Lynchburg: Cultural Wasteland?
The Washington Post got itself in a teensy-weensy bit of trouble with a recent Travel section article on a fabulous regional escape. A piece by freelancer Pamela Redmond Satran touted the down-home joys of Lynchburg, Va., complete with recommendations on where to eat, drink, and shop. It ran a bit afoul of the neutrality police, however, in this graph (emphasis mine):
That's part of what makes Lynchburg, Va., so wonderful. Few people go there expecting much. It's out of the way, seen as a poor relation to posh Charlottesville, an hour to the north, and genteel Lexington, an hour northwest. Its reputation as home of conservative Christian-oriented Liberty University and the late Jerry Falwell hardly bodes well for style, culture and night life.
Oh, shit—more fodder for all those liberal-media-promoting conspiracy theorists. And even more fodder a several lines down, where Satran talks about where to get a soy latte.
Anyhow, someone complained to Post ombudsman Andy Alexander about the apparent bias in suggesting that conservatism is inconsistent with culture. Alexander agreed, and so did Nancy McKeon, the travel section editor,
who told the ombo, "Mea culpa." In letting the line slip through, McKeon reasoned that, hey, a town with a conservative Christian university wouldn't be a hopping place for nightlife.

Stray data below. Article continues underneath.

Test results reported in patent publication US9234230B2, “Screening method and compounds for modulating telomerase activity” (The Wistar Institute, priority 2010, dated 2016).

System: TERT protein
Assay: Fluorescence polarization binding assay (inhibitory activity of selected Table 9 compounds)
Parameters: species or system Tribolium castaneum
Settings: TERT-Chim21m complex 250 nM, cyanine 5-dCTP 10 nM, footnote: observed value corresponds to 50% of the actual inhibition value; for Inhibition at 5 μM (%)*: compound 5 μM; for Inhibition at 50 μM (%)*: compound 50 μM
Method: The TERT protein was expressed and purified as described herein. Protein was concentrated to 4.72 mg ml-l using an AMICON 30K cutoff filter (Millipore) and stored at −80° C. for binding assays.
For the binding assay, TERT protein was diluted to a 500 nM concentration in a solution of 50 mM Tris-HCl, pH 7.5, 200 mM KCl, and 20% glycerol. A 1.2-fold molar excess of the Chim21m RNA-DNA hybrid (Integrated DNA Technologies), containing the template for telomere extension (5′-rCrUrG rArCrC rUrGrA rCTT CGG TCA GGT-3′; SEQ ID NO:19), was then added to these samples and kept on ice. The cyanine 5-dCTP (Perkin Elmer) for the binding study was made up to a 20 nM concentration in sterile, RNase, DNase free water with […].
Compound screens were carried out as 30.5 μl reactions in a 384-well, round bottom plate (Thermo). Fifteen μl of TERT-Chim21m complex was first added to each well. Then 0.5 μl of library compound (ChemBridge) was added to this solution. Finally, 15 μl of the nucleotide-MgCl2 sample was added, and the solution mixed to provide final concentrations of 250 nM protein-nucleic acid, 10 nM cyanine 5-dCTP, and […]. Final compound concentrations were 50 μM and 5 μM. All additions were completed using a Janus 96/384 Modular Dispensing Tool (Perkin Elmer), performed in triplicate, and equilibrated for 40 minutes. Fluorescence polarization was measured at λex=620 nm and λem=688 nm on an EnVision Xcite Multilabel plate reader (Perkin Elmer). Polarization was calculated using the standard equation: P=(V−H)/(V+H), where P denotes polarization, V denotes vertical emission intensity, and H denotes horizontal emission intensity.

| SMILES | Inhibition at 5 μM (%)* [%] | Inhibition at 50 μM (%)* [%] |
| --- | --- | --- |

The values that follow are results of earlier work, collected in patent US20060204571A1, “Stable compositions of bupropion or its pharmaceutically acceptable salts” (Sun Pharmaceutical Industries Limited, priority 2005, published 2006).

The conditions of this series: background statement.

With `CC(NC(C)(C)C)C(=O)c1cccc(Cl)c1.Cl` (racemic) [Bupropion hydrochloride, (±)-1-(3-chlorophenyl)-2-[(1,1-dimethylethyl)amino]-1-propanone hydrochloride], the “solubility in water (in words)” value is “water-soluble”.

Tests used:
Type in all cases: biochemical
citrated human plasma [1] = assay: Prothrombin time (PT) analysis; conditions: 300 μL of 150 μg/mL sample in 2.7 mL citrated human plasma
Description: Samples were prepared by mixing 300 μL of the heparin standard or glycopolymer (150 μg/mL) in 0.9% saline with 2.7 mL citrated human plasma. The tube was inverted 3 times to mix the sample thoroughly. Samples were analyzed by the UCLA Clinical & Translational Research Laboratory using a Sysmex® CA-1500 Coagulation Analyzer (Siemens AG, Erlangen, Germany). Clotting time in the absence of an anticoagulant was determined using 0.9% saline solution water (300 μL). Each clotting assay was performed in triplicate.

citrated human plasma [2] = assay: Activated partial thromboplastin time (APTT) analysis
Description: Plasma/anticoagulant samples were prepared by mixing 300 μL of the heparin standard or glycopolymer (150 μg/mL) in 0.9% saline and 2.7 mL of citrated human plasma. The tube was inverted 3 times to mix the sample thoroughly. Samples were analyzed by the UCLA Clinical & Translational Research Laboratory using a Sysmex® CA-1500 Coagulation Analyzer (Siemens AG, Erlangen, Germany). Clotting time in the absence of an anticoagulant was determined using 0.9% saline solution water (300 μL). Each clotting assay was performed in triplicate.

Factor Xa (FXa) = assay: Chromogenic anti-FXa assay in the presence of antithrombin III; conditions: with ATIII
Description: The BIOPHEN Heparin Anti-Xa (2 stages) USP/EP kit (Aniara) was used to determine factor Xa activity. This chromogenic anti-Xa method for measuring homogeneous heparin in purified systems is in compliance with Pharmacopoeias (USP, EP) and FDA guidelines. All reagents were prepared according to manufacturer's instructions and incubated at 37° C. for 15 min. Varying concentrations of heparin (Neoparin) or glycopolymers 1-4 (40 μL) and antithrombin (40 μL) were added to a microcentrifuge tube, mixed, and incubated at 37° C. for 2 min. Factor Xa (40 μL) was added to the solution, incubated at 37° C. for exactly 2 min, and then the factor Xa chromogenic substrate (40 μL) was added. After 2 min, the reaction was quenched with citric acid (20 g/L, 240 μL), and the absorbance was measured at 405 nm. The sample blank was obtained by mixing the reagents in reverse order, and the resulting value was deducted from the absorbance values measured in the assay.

Satran's take on the situation is a touch more curious. Take a look:
"What I meant was that people from more cosmopolitan places like Washington and New York might not guess that a city with a conservative Christian culture would have great style, culture, and nightlife. But obviously I believe that Lynchburg does have those things. Why do city folk assume that a conservative Christian town won't have cool shops and groovy bars? For some logical reasons, as Nancy McKeon points out, especially when it comes to the nightlife part of the theory: Lots of conservative Christians don't drink, for instance, or dance. And for some reasons that have everything to do with stereotyping and prejudice. I intended in my story to break down rather than propagate such prejudice."
OK, well, if that was what Satran was trying to say, why didn't she just write it that way?
Photo courtesy of Nannette Saunders